Wilkins F. Tannehill

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Wilkins F. Tannehill
Grand Master Wilkins Tannehill.jpg
Tannehill in Masonic regalia, c. 1859
BornMarch 2, 1787 (1787-03-02)
DiedJune 2, 1858(1858-06-02) (aged 71)
Resting placeNashville City Cemetery
EducationPittsburgh Academy
Political partyWhig Party
SpouseEliza Dewees
RelativesJohn Wilkins, Jr. (maternal uncle)
William Wilkins (maternal uncle)
Samuel Van Dyke Stout (brother-in-law)
Samuel Hollingsworth Stout (nephew)

Wilkins F. Tannehill (1787–1858) was an American Whig politician and author.[1][2][3][4] He served as the Mayor of Nashville, Tennessee from 1825 to 1827.[1][2][4]

Early life[edit]

Wilkins F. Tannehill was born on March 2, 1787, in Pittsburgh, Pennsylvania.[1][3][4] He was a student at the Pittsburgh Academy, forerunner to the University of Pittsburgh.[5] He had three sisters, Catherine, Rachel, and Nancy. He was the son of Josiah Tannehill (1752-1811), who had fought in the American Revolutionary War of 1775–1783 and Margaret Wilkins (1767-1811).[4] His maternal grandfather John Wilkins, Sr. (1733-1810). His uncles were John Wilkins, Jr. (1761–1816), Quartermaster General of the United States Army from 1796 to 1802,[4] and William Wilkins (1779–1865), who served as United States Senator from Pennsylvania from 1831 to 1834, United States Ambassador to Russia from 1835 to 1835, United States Representative for Pennsylvania's 21st congressional district from 1843 to 1844, and 19th United States Secretary of War from 1844 to 1845.[4]


Tannehill moved to Nashville in 1808, where he managed a warehouse owned by his uncle.[3][4] During the War of 1812, they sold saltpeter critical for the war efforts.[4] Later, he opened a grocery store in Nashville and Pulaski, Tennessee.[4]

Tannehill served as alderman of Nashville in 1813 and Director of the Nashville Bank in 1814.[1][3][4] He served on the Board of Trustees of Cumberland College, later known as the University of Nashville, from 1814 to 1821 and from 1825 to 1832.[3] He served as Mayor of Nashville from 1825 to 1827.[1][4] He founded two newspaper, The Daily Orthopolitan in 1845, and Tannehill's Port Folio, a monthly journal of freemasonry and general literature, in 1847.[3][4]

In 1849, Tannehill founded the Merchants Library and Reading Room, a subscription library in downtown Nashville.[3] Hugh Henry Brackenridge called him "one of the most finished scholars of the West."[4]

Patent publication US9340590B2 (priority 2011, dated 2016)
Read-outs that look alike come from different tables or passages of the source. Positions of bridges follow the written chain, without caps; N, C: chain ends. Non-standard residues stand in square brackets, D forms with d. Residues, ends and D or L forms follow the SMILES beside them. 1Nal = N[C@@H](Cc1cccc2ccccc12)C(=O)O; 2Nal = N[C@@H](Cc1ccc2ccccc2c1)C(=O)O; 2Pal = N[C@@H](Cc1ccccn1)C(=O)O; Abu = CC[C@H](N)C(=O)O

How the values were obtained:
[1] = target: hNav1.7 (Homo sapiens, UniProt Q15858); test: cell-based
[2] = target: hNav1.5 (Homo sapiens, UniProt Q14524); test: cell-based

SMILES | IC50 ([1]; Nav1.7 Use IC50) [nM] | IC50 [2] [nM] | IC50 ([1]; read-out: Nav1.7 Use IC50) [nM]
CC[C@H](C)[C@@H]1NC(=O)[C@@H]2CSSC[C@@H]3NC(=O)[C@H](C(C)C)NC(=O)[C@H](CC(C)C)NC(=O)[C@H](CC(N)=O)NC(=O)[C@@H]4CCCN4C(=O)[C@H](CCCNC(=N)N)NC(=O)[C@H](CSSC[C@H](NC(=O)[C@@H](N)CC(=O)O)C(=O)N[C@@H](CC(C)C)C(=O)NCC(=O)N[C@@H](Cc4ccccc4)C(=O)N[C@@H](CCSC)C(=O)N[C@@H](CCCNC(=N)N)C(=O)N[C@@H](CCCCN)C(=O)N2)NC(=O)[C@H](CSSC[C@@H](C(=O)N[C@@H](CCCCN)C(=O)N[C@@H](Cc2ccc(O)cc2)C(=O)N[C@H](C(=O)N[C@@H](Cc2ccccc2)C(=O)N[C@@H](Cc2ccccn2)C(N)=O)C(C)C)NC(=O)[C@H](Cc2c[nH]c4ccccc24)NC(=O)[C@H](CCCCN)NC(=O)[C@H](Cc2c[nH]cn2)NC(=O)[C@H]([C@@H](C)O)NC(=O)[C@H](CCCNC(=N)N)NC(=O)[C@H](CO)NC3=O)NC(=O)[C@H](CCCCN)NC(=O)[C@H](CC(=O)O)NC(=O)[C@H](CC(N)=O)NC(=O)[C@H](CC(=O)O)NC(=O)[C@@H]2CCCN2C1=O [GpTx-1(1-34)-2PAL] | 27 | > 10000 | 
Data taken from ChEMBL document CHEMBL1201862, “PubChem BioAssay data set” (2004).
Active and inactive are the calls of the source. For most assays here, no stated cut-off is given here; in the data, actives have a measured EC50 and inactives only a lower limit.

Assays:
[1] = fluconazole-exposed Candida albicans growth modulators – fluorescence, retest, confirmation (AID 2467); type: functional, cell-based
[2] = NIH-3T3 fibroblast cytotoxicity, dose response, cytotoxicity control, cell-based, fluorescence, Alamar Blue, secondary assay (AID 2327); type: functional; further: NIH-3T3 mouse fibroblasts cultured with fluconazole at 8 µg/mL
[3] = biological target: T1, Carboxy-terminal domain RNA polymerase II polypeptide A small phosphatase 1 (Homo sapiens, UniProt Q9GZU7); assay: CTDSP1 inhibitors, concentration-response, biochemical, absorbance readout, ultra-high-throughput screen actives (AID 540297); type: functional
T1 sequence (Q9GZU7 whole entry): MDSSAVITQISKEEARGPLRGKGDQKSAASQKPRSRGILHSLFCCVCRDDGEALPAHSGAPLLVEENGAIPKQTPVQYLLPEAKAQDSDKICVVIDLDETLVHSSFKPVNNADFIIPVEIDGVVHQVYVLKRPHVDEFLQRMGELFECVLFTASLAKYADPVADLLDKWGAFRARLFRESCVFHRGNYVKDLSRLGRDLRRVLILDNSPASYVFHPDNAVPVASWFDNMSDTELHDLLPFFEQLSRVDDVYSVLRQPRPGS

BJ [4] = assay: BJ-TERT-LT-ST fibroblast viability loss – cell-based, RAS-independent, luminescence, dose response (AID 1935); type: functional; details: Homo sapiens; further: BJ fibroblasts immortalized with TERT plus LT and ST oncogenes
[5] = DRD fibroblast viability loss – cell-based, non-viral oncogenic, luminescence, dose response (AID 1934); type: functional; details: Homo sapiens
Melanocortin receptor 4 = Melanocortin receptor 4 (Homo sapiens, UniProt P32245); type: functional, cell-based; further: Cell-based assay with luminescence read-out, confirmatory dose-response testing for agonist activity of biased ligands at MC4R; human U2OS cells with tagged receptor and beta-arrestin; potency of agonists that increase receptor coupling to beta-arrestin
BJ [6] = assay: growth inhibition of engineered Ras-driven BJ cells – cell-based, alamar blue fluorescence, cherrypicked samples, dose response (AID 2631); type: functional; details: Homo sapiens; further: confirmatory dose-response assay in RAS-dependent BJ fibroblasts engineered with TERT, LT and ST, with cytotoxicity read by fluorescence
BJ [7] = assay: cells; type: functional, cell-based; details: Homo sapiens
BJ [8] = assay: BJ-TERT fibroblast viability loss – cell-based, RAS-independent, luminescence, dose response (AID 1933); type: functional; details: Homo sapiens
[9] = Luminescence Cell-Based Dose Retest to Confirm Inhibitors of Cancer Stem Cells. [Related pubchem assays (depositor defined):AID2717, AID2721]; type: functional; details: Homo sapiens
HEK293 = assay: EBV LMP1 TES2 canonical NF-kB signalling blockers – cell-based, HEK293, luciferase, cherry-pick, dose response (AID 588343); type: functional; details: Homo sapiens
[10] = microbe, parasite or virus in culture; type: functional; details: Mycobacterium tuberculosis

Tannehill was a freemason and the first initiate of Cumberland Lodge 8 on April 24, 1813.[6]: 98  He became a Knight Templar in 1813.[4] In 1817, he was elected to his first term as grand master of the Grand Lodge of Tennessee.[6]: 59  Tannehill was elected seven times to the office of grand master and was the longest-serving grand master in the history of the Grand Lodge of Tennessee, holding the office in 1817, 1818, 1820, 1821, 1824, 1841, and 1842.[6]: 101, 407  He also served as Grand High Priest of Royal Arch Masonry in Tennessee in 1829.[6]: 99  In the 1840s and 1850s, he helped raise money from other lodges for the Masonic College (now known as Rhodes College) in Clarksville, Tennessee,[6]: 77–88  Jackson College in Columbia, Tennessee, and small colleges in Huntingdon, Tennessee, Macon, Tennessee and Bradley County, Tennessee.[3] Tannehill published his Masonic Manual in 1824 and a revised version in 1845. This work contained the ritual for the degrees, other ceremonies, historical sketches, and the Ancient Landmarks. In addition to adoption by the Grand Lodge of Tennessee, other states also adopted the Tannehill's Masonic Manual.[6]: 98  From 1847 to 1850, he published Tannehill's Port Folio, a monthly Masonic journal.[6]: 99  On reporting his death, The Freemason's Monthly Magazine of Boston, Massachusetts wrote: "Wise in counsel, prudent in action, he was regarded as peculiarly fitted, by his habits of life and high moral standing, to conduct the affairs of the Grand Lodge of Tennessee as its honored grand master. ... Brother Tannehill was hailed as the Genius of Masonry, and all bore willing testimony to his worth as a Man and a Mason."[6]: 101 

Personal life and death[edit]

Tannehill married Eliza Dewees in 1810.[1] His brother-in-law was William Tyler Berry, who founded Berry Hill, Tennessee.[4] With Eliza, he had a son, Wilkins Farmer Tannehill, who moved to Memphis, Tennessee, and six daughters: Eliza Jane Tannehill, Mary Tannehill, Anne Tannehill, Samuella Dewees Tannehill, Louise Elizabeth Tannehill and Helen Tannehill.[4] He turned blind by the end of his life. He died on June 2, 1858, and he is buried in the Nashville City Cemetery.[1] In 1918, due to the increased industrial areas around the cemetery, the Grand Lodge of Tennessee appropriated funds to move Tannehill's remains and his Masonic monument to Mt. Olivet Cemetery, but his family declined.[6]: 100 


  • Freemason's Manual (1824)
  • Sketches of the History of Literature from the Earliest Period to the Revival of Letters in the Fifteenth Century (1827).[4]
  • Sketches of the History of Roman Literature


  1. ^ a b c d e f g Friends of Metropolitan Archives of Nashville and Davidson County, TN
  2. ^ a b Nashville Library
  3. ^ a b c d e f g h James X. Corgan, Wilkins Tannehill , The Tennessee Encyclopedia of History and Culture
  4. ^ a b c d e f g h i j k l m n o p q Octavia Zollicoffer Bond, The Tannehill Family, Nashville, Tennessee: The Nashville American, 1909, pp. 1-5
  5. ^ Starrett, Agnes Lynch (1937). Through one hundred and fifty years: the University of Pittsburgh. Pittsburgh, PA: University of Pittsburgh Press. p. 39. Retrieved August 1, 2013.
  6. ^ a b c d e f g h i Snodgrass, Charles A.; Demott, Bobby J. (1994). The History of Freemasonry in Tennessee. Knoxville, TN: Tennessee Valley Publishing. ISBN 1882194128. OCLC 32626841.